More broadly, though, Washington needs to take a good look at its regional security strategy. US policymakers should take the recent interruptions in their use of Pakistani territory to supply their forces in Afghanistan as confirmation of the need to reduce their dependence on Islamabad’s support for the war on terror. As well as providing the main route along which NATO receives its non-lethal supplies, Pakistani officials also allow the United States to conduct an air campaign against their own territory. (Indeed, media sources have suggested that the unmanned aerial vehicles that constantly bombard Pakistani territory are actually based in Pakistan and receive much of their targeting intelligence from Pakistani sources).

Not only would diversifying Washington’s regional support base be prudent in and of itself, but relying so heavily on the Pakistani government to actively support US policy like this places Pakistani leaders in the unhelpful position of appearing to be Washington’s regional puppets.

And there’s already some indication that such diversification could work, with the continued improvement in Russia-NATO relations providing a possible window of opportunity to allow these parties to consider expanding the flow of NATO supplies reaching Afghanistan via Russia, Central Asia and perhaps even through the South Caucasus, an area of special sensitivity to Moscow due to Russian unease about NATO’s ties with Georgia.

Yet there’s another country that also looms over US ties with Pakistan—India.

Last week saw little progress over Pakistan’s requests to receive a civil nuclear energy cooperation agreement comparable to that already negotiated by its neighbour and rival. The problem is that the US Congress, which is now subjecting the proliferating number of nuclear cooperation agreements to closer scrutiny, is almost certainly not going to approve such an accord with Pakistan given its inferior proliferation record compared with India.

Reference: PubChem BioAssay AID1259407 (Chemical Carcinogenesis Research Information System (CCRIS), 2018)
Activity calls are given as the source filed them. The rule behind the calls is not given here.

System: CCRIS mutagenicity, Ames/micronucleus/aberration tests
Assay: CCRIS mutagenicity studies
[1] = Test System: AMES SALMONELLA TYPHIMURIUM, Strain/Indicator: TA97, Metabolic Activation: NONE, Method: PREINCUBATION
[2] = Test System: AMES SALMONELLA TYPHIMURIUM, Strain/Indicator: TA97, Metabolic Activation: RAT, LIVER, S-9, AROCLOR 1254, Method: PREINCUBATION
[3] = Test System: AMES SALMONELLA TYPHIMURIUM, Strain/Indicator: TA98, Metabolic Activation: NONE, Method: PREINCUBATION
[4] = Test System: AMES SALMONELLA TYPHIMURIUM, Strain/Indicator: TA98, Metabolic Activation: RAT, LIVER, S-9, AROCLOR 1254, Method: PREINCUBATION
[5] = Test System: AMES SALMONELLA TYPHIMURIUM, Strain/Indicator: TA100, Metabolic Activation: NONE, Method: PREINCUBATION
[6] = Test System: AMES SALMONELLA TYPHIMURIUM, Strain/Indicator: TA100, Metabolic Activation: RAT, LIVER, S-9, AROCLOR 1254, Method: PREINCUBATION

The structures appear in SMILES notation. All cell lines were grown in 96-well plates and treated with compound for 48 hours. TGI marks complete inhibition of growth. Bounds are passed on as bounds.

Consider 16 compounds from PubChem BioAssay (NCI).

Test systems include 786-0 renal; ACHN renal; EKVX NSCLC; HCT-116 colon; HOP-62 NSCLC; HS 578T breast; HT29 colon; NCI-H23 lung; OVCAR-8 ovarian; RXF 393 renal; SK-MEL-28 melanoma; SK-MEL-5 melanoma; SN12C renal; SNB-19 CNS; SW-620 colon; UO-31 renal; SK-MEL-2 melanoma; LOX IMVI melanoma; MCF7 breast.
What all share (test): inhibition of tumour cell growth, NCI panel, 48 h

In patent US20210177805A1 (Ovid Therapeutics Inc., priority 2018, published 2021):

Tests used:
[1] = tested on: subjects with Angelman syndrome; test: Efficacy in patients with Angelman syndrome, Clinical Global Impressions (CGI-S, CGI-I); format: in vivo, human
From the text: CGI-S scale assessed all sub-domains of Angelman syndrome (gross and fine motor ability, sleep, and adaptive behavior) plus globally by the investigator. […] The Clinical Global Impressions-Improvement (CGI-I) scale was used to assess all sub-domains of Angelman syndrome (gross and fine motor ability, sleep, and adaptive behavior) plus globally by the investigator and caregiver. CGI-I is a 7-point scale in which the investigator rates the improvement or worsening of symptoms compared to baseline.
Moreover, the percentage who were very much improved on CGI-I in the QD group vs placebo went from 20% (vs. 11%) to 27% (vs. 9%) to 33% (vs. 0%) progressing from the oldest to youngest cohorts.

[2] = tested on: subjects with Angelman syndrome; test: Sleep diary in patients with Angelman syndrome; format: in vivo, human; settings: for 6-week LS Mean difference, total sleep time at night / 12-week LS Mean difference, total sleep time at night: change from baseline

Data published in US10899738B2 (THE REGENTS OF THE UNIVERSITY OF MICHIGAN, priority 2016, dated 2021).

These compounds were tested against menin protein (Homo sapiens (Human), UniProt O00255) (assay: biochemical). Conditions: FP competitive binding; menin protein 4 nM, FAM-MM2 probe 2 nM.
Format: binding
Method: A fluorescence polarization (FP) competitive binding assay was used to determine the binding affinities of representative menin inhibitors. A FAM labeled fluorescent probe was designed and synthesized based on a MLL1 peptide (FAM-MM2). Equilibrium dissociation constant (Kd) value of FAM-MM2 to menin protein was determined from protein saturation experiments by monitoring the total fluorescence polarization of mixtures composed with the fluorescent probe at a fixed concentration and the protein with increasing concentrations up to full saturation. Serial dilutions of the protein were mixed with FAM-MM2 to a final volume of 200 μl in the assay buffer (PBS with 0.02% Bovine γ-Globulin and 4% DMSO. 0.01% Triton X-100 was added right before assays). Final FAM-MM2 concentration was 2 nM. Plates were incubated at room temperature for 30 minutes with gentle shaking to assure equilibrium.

On the other hand, the Obama administration is aware of Pakistani concerns over the prospect of being granted secondary status compared with India. With this mind, President Barack Obama made sure to tell the Pakistani delegation at the White House that while he wouldn’t go to Pakistan next month when he travels to India, he will visit Pakistan next year and will eagerly greet President Asif Ali Zardari in Washington.

Of course, whatever reassuring gestures Obama makes now won’t overcome decades of US-Pakistan tensions any time soon—Pakistanis have felt misunderstood and mistreated by Washington, which they believe has demonstrated interest in Pakistan only when it needs Islamabad’s help against regional threats.

US policymakers, for their part, are perplexed by Pakistan’s skewed threat perceptions and apparent insistence in believing India to be a greater danger than Islamist terrorists. Washington believes, with some cause, that Pakistan’s possession of nuclear weapons deter India from using force against Pakistan, but offers little protection against Islamist suicide bombers.

So although the meeting between Qureshi and Clinton marks another important step in the relationship, the two were also right to talk about a multi-year and even multi-generation programme for rebuilding the bilateral relationship. After all, against a background of decades of mistrust, putting ties on a firmer footing won’t be easy, and it won’t be quick.